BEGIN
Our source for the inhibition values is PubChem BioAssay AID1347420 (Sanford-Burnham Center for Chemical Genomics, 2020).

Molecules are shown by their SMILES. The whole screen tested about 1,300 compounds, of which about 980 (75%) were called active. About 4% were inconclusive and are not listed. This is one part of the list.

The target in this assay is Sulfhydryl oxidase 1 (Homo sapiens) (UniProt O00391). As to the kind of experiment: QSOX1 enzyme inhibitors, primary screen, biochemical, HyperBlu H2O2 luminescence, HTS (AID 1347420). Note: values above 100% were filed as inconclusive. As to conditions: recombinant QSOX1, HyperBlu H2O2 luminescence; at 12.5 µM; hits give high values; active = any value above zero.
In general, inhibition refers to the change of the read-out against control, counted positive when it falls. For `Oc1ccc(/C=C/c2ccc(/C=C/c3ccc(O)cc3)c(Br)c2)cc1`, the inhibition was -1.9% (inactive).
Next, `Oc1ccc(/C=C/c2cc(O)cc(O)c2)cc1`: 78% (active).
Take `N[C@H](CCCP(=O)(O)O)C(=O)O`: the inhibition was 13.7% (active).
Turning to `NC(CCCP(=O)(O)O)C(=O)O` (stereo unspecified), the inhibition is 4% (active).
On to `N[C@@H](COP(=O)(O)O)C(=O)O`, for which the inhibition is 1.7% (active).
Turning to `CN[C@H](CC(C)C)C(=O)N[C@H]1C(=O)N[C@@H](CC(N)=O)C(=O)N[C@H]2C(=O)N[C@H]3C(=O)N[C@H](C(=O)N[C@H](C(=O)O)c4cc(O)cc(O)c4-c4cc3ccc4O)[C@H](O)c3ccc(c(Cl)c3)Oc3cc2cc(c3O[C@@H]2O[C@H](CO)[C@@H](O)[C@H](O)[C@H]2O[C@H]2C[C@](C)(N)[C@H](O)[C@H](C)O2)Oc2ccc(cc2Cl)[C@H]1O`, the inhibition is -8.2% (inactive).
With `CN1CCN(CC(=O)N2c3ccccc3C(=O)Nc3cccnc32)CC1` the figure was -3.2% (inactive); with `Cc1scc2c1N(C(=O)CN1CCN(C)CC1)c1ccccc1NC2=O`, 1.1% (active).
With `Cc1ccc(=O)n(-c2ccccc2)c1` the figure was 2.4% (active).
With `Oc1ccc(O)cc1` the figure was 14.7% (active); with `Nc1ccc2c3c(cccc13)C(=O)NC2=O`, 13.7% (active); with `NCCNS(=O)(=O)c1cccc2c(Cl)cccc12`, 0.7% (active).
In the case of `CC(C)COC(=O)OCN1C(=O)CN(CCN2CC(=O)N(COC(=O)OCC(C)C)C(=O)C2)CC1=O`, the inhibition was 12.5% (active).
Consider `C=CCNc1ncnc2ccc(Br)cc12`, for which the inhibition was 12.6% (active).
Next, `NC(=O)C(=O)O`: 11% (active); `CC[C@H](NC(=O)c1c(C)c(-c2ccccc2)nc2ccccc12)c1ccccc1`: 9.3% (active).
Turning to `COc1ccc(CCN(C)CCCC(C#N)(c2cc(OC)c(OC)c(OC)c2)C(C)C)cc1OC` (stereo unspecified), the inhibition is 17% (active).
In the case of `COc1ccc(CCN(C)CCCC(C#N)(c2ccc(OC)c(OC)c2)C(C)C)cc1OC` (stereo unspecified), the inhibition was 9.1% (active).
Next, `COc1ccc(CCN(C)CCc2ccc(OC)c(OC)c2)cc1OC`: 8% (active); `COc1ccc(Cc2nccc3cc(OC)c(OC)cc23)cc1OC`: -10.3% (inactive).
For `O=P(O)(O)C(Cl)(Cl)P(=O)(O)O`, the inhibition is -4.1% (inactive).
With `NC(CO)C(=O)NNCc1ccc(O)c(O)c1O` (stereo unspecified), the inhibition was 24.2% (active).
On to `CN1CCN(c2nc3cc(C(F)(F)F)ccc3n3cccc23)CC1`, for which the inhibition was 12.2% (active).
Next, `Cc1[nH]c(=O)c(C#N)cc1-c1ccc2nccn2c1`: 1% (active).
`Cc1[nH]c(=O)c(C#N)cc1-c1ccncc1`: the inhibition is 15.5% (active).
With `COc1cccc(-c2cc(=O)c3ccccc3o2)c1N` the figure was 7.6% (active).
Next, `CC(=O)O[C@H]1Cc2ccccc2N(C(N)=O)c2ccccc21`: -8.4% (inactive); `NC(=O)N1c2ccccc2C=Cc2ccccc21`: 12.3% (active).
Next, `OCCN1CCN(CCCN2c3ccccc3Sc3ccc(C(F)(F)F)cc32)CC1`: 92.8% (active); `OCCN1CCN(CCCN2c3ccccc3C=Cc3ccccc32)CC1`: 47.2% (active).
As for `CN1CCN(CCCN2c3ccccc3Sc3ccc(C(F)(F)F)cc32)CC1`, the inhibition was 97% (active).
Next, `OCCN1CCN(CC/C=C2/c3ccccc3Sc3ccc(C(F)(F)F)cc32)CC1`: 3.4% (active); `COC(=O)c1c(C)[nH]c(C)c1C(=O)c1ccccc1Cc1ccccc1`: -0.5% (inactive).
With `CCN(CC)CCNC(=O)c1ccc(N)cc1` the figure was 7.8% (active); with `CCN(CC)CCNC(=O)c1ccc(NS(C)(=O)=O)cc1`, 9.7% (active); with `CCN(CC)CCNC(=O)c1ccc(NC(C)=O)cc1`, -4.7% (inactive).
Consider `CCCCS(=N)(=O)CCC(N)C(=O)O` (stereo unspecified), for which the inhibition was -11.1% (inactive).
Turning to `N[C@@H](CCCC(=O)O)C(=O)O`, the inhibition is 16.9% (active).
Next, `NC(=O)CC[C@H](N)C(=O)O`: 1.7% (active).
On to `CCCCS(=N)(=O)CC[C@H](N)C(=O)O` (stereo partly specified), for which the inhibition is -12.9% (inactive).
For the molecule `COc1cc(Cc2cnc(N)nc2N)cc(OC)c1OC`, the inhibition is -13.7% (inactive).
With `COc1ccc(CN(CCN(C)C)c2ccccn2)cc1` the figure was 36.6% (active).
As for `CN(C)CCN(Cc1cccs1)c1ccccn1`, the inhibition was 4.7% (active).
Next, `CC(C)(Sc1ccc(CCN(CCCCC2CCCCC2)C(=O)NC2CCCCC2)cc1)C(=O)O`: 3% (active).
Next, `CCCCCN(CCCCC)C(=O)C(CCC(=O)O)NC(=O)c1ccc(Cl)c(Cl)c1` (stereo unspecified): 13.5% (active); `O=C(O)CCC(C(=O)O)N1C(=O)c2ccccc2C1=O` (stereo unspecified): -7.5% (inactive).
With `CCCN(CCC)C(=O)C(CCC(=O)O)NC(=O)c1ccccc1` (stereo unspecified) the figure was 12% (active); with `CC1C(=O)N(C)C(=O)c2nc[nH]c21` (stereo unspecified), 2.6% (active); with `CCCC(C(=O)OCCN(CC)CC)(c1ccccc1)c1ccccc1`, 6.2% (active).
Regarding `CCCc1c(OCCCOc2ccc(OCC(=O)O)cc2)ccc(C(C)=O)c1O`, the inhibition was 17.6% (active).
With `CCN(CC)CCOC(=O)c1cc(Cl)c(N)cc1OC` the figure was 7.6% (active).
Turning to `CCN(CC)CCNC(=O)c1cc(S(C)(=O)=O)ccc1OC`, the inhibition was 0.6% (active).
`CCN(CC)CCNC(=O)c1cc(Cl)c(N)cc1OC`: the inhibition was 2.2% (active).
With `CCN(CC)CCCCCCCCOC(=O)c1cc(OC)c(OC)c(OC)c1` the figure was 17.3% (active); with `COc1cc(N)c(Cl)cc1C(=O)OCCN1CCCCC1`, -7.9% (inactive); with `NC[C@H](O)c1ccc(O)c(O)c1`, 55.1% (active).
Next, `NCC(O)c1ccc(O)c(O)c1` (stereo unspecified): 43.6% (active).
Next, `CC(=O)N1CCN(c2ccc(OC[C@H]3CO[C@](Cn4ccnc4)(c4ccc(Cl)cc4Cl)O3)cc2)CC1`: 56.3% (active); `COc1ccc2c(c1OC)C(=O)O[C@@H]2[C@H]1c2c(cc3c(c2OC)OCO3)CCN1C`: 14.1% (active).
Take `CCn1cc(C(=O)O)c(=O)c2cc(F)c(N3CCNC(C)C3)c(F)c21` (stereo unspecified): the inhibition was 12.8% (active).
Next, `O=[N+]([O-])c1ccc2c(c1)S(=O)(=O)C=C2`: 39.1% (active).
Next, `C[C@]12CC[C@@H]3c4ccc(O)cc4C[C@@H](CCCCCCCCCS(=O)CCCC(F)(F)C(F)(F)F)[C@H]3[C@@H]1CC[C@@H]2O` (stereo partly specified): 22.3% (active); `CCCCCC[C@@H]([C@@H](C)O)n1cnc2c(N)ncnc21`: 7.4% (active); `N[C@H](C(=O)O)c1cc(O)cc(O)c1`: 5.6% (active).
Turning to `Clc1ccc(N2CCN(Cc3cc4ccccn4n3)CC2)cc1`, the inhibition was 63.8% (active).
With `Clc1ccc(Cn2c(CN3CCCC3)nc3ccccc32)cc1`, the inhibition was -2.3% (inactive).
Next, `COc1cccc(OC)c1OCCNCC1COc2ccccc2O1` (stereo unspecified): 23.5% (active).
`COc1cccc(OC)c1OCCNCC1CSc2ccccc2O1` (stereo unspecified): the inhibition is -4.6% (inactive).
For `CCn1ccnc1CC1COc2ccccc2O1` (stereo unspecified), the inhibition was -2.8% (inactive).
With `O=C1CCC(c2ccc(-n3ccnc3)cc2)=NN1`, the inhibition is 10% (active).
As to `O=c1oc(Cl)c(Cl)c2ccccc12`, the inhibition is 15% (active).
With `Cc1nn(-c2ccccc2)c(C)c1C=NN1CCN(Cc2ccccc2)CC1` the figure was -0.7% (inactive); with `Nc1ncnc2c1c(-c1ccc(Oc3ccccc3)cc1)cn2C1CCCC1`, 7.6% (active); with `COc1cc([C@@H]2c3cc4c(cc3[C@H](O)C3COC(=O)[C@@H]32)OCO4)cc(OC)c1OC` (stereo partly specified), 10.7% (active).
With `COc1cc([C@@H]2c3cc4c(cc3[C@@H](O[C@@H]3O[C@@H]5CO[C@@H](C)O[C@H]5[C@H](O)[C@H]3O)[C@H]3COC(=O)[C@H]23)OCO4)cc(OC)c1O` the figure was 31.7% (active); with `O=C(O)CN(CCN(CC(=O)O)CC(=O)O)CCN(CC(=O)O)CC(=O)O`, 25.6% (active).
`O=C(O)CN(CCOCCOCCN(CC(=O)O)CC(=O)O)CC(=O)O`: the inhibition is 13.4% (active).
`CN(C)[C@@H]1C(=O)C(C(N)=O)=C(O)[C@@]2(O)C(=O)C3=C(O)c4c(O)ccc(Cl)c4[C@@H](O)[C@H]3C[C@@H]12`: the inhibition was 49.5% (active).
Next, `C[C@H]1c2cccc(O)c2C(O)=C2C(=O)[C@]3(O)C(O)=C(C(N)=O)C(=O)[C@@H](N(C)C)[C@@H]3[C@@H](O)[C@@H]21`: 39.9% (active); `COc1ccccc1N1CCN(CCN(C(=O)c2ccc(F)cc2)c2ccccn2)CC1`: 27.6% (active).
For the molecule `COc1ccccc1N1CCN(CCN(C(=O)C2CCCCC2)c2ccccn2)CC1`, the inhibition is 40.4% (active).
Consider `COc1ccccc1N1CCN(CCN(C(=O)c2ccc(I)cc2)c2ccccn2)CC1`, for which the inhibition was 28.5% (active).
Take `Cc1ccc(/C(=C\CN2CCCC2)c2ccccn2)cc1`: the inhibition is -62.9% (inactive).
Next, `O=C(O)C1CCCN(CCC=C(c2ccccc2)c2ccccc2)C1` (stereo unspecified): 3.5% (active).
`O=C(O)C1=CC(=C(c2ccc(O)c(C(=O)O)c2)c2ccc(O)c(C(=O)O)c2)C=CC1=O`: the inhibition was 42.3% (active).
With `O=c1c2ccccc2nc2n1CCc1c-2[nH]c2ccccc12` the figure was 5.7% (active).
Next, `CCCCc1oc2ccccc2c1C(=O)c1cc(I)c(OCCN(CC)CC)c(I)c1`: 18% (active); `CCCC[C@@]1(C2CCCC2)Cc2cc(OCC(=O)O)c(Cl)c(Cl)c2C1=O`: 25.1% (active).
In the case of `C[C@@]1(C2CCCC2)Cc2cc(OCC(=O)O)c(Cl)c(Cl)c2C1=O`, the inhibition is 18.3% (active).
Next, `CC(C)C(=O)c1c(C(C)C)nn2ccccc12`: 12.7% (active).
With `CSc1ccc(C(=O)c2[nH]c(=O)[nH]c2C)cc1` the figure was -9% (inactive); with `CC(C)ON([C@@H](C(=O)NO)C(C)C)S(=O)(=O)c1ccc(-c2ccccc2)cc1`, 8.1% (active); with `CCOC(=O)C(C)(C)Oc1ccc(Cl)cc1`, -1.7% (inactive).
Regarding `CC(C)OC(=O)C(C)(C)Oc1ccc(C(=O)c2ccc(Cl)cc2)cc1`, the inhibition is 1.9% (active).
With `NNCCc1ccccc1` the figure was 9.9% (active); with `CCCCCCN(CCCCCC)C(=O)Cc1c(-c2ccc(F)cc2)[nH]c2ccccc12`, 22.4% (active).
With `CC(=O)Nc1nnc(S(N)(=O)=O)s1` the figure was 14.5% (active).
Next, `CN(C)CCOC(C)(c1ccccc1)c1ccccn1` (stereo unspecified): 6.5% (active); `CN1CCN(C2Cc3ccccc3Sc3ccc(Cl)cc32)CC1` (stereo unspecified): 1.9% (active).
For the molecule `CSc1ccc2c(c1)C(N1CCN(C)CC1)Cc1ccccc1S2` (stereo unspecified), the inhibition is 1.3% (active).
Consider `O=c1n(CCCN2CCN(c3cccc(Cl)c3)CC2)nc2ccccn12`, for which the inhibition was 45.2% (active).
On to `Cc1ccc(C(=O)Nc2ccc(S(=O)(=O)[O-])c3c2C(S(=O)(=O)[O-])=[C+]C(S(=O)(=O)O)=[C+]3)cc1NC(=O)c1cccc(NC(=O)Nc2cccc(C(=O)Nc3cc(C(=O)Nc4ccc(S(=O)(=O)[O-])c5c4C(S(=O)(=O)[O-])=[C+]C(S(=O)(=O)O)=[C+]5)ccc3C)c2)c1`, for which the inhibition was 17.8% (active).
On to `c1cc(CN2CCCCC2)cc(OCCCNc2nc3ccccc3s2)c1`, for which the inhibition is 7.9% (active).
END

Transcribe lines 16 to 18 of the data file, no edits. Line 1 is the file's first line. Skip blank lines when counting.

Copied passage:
Turning to `COc1ccc(CCN(C)CCCC(C#N)(c2cc(OC)c(OC)c(OC)c2)C(C)C)cc1OC` (stereo unspecified), the inhibition is 17% (active).
In the case of `COc1ccc(CCN(C)CCCC(C#N)(c2ccc(OC)c(OC)c2)C(C)C)cc1OC` (stereo unspecified), the inhibition was 9.1% (active).
Next, `COc1ccc(CCN(C)CCc2ccc(OC)c(OC)c2)cc1OC`: 8% (active); `COc1ccc(Cc2nccc3cc(OC)c(OC)cc23)cc1OC`: -10.3% (inactive).